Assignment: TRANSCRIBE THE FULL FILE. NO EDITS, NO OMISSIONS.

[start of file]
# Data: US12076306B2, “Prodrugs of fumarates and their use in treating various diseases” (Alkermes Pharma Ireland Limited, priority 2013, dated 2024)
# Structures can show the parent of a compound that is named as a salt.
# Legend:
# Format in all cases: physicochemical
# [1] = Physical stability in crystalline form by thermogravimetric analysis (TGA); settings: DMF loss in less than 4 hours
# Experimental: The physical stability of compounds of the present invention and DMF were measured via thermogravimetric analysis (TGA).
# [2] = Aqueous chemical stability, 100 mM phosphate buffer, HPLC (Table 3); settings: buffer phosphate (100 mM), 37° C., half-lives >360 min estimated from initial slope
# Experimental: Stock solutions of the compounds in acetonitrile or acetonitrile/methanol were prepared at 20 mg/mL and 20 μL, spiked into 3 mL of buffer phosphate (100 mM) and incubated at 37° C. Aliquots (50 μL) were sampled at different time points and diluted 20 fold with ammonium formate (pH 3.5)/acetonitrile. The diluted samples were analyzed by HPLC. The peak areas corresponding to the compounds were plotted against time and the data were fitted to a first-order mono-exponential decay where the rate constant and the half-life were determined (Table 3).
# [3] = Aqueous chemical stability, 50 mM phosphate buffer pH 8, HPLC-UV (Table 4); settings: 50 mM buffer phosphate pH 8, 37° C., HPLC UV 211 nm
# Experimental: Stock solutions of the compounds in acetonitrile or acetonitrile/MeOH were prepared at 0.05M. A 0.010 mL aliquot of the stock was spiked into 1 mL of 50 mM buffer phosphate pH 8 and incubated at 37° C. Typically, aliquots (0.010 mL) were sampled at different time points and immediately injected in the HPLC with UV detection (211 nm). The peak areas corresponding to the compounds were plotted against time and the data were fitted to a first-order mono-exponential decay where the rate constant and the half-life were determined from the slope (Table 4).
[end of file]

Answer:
# Data: US12076306B2, “Prodrugs of fumarates and their use in treating various diseases” (Alkermes Pharma Ireland Limited, priority 2013, dated 2024)
# Structures can show the parent of a compound that is named as a salt.
# Legend:
# Format in all cases: physicochemical
# [1] = Physical stability in crystalline form by thermogravimetric analysis (TGA); settings: DMF loss in less than 4 hours
# Experimental: The physical stability of compounds of the present invention and DMF were measured via thermogravimetric analysis (TGA).
# [2] = Aqueous chemical stability, 100 mM phosphate buffer, HPLC (Table 3); settings: buffer phosphate (100 mM), 37° C., half-lives >360 min estimated from initial slope
# Experimental: Stock solutions of the compounds in acetonitrile or acetonitrile/methanol were prepared at 20 mg/mL and 20 μL, spiked into 3 mL of buffer phosphate (100 mM) and incubated at 37° C. Aliquots (50 μL) were sampled at different time points and diluted 20 fold with ammonium formate (pH 3.5)/acetonitrile. The diluted samples were analyzed by HPLC. The peak areas corresponding to the compounds were plotted against time and the data were fitted to a first-order mono-exponential decay where the rate constant and the half-life were determined (Table 3).
# [3] = Aqueous chemical stability, 50 mM phosphate buffer pH 8, HPLC-UV (Table 4); settings: 50 mM buffer phosphate pH 8, 37° C., HPLC UV 211 nm
# Experimental: Stock solutions of the compounds in acetonitrile or acetonitrile/MeOH were prepared at 0.05M. A 0.010 mL aliquot of the stock was spiked into 1 mL of 50 mM buffer phosphate pH 8 and incubated at 37° C. Typically, aliquots (0.010 mL) were sampled at different time points and immediately injected in the HPLC with UV detection (211 nm). The peak areas corresponding to the compounds were plotted against time and the data were fitted to a first-order mono-exponential decay where the rate constant and the half-life were determined from the slope (Table 4).